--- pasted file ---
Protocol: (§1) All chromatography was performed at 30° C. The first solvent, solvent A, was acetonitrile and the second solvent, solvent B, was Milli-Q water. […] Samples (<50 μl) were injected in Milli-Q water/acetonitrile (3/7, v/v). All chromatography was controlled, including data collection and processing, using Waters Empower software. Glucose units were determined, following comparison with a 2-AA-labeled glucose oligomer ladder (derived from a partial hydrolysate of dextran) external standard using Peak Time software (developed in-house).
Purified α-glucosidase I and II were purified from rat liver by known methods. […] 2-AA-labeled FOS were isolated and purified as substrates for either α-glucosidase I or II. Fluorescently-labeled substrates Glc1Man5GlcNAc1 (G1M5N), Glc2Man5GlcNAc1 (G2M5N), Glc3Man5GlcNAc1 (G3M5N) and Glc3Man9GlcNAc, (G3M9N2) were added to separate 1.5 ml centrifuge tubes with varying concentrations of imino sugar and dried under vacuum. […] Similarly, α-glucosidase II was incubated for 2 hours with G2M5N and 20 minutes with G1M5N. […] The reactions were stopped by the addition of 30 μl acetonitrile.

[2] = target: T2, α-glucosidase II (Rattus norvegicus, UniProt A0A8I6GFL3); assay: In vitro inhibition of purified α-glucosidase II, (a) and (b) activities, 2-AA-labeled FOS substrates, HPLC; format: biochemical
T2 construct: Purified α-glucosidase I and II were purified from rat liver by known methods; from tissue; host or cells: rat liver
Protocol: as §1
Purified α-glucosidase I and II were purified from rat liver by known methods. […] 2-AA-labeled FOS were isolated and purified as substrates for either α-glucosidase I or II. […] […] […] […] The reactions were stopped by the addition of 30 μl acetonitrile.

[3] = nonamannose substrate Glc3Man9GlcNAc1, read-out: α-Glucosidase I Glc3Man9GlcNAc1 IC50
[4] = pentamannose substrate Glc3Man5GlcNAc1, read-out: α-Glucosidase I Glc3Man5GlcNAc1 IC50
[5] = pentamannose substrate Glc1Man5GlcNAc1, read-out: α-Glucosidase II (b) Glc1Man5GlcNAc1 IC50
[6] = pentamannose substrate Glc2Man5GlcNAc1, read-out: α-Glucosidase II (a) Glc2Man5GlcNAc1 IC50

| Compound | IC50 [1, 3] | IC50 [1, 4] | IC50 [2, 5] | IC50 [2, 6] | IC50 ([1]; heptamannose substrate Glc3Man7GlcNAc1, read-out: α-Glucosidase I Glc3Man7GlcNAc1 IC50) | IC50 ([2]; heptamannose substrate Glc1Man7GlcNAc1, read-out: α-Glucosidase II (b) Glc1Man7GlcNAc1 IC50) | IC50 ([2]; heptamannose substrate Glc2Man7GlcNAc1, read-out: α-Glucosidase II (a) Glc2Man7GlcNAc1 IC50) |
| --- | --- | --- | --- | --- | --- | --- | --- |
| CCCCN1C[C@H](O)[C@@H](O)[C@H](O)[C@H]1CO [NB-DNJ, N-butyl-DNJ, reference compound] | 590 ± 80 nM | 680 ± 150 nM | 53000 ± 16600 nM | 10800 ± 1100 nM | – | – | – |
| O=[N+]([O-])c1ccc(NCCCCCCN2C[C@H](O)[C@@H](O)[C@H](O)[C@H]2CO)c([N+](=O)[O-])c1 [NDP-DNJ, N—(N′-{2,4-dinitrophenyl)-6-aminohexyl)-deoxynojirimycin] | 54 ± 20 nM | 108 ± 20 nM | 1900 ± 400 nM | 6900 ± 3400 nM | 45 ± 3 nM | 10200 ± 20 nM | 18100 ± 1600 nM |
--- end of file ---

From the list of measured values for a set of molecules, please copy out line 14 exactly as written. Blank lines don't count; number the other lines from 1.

| O=[N+]([O-])c1ccc(NCCCCCCN2C[C@H](O)[C@@H](O)[C@H](O)[C@H]2CO)c([N+](=O)[O-])c1 [NDP-DNJ, N—(N′-{2,4-dinitrophenyl)-6-aminohexyl)-deoxynojirimycin] | 54 ± 20 nM | 108 ± 20 nM | 1900 ± 400 nM | 6900 ± 3400 nM | 45 ± 3 nM | 10200 ± 20 nM | 18100 ± 1600 nM |